Apple Magazine - - Summary -

Google is still hav­ing trou­ble pro­tect­ing the personal in­for­ma­tion on its Plus ser­vice, prod­ding the com­pany to ac­cel­er­ate its plans to shut down a lit­tle-used so­cial net­work cre­ated to com­pete against Face­book.

A pri­vacy flaw that in­ad­ver­tently ex­posed the names, email ad­dresses, ages and other personal in­for­ma­tion of 52.5 mil­lion Google Plus users last month con­vinced Google to close the ser­vice in April in­stead of Au­gust, as pre­vi­ously an­nounced. Google re­vealed the new clo­sure date and its lat­est pri­vacy lapse in a Mon­day blog post.

It’s the sec­ond time in two months that Google has dis­closed the ex­is­tence of a prob­lem that en­abled unau­tho­rized ac­cess to Plus pro­files. In Oc­to­ber, the com­pany ac­knowl­edged find­ing a pri­vacy flaw af­fect­ing 500,000 Plus users that it waited more than six months to dis­close.

Google moved more quickly to own up to the most re­cent pri­vacy prob­lem on Plus. This time around, the names, email ad­dresses, ages and other personal in­for­ma­tion of the af­fected Plus users were ex­posed for six days in Novem­ber be­fore it was fixed. No fi­nan­cial in­for­ma­tion or pass­words were vis­i­ble to in­trud­ers, ac­cord­ing to Google. The com­pany also said it hasn’t seen ev­i­dence in­di­cat­ing that unau­tho­rized users who ac­cessed Plus through the in­ad­ver­tent peep­hole have missed used any of the personal in­for­ma­tion.

Even if the lat­est pri­vacy gaffe on Plus didn’t cause any ma­jor dam­age, it nev­er­the­less marks an­other em­bar­rass­ing in­ci­dent for Google. The com­pany’s busi­ness model re­lies on it be­ing seen as a trust­wor­thy guardian of the personal in­for­ma­tion it col­lects about the bil­lions of peo­ple who use its search en­gine, Gmail, Chrome browser, maps, and An­droid soft­ware for smart­phones.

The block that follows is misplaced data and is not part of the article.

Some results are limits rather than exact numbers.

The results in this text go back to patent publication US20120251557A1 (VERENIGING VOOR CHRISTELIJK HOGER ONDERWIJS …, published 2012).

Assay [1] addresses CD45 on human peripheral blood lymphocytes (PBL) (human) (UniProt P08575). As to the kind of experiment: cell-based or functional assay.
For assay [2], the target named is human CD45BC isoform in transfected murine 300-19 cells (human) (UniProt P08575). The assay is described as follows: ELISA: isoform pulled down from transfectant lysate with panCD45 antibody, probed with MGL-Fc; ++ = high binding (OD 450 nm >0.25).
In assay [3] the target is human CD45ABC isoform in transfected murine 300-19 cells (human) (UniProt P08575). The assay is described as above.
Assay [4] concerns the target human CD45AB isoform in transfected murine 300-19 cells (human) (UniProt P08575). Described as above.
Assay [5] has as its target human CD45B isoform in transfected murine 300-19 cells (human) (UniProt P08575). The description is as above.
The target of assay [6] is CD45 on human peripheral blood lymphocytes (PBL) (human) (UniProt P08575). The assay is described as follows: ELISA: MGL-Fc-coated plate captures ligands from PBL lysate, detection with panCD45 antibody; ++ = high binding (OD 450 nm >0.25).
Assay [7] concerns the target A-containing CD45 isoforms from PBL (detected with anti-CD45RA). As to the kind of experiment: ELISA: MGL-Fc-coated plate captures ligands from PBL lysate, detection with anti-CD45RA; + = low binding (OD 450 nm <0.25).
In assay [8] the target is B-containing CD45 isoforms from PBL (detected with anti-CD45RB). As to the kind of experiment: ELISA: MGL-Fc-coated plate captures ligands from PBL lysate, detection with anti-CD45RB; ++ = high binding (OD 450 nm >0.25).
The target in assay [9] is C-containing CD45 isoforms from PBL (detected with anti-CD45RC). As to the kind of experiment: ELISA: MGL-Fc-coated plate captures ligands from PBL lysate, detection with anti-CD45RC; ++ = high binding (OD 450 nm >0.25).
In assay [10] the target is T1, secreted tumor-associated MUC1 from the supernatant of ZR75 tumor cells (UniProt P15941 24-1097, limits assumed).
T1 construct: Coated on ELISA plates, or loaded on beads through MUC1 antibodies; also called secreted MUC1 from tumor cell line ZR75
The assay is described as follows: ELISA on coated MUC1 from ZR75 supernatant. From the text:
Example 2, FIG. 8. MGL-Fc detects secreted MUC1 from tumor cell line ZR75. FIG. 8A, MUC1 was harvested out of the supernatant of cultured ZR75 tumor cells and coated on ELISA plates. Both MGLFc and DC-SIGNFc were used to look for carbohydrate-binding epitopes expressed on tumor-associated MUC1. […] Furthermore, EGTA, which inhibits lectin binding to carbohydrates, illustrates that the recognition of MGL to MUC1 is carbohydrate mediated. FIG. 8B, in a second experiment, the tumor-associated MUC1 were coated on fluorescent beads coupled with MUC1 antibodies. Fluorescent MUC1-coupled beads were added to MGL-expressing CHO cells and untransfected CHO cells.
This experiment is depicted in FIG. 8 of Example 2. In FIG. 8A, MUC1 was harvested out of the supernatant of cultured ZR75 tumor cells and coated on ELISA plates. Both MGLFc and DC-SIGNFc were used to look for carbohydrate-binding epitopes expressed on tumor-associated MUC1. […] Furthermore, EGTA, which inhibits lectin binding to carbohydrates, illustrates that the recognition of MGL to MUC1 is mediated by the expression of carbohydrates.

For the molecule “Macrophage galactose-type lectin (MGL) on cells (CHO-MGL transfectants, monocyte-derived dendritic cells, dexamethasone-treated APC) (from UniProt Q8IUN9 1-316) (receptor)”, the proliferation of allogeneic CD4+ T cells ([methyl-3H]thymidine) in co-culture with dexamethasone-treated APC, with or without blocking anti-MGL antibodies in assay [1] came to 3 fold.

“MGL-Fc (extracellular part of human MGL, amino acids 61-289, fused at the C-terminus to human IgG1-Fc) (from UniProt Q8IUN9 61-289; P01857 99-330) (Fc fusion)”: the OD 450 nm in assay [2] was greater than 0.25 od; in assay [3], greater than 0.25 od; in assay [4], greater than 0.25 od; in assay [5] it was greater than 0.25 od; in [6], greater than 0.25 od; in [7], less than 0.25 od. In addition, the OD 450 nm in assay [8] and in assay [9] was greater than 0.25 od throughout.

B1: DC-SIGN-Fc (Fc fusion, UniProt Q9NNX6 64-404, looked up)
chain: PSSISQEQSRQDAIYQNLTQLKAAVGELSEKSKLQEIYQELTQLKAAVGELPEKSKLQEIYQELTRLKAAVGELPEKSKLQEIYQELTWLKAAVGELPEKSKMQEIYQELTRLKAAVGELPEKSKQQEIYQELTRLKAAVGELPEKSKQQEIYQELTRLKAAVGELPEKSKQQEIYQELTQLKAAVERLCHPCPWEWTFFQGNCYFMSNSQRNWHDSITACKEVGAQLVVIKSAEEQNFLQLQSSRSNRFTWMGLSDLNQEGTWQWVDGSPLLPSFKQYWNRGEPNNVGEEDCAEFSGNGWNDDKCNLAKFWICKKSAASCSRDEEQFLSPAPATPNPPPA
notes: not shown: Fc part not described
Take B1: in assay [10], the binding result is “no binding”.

Like Face­book, Google makes most of its money by sell­ing ads that draw upon what the com­pany learns about the in­ter­ests, habits and lo­ca­tions of peo­ple while they’re us­ing its free ser­vices.

Google’s pri­vacy is­sues on Plus are likely to be a topic that U.S. law­mak­ers delve into Tues­day, when com­pany CEO Sun­dar Pichai is sched­uled to ap­pear be­fore a House com­mit­tee.

Pichai’s ap­pear­ance comes more than three months af­ter he turned down an in­vi­ta­tion to tes­tify in Au­gust, to the con­ster­na­tion of some law­mak­ers. Some mem­bers of Congress are now mulling whether tougher reg­u­la­tions to curb the power of Google, Face­book and other tech­nol­ogy com­pa­nies are needed in ad­di­tion de­mand­ing tighter con­trols over dig­i­tal pri­vacy.

Face­book has had even more trou­ble guard­ing the personal in­for­ma­tion that it scoops up on its so­cial net­work­ing ser­vice, which now has more than 2.2 bil­lion users. The most glar­ing break­down emerged in March when Face­book ac­knowl­edged the personal in­for­ma­tion of as many as 87 mil­lion of its users had been shared with Cam­bridge An­a­lyt­ica, a data min­ing firm af­fil­i­ated with Pres­i­dent Don­ald Trump’s 2016 cam­paign.

The de­sire to peer into peo­ple’s lives is one of the rea­sons that Google launched Plus in 2011. It was sup­posed to be a chal­lenger to Face­book’s so­cial net­work, but Plus turned into a dig­i­tal ghost town that Google be­gan to de-em­pha­size sev­eral years ago.

Im­age: Eric Ris­berg

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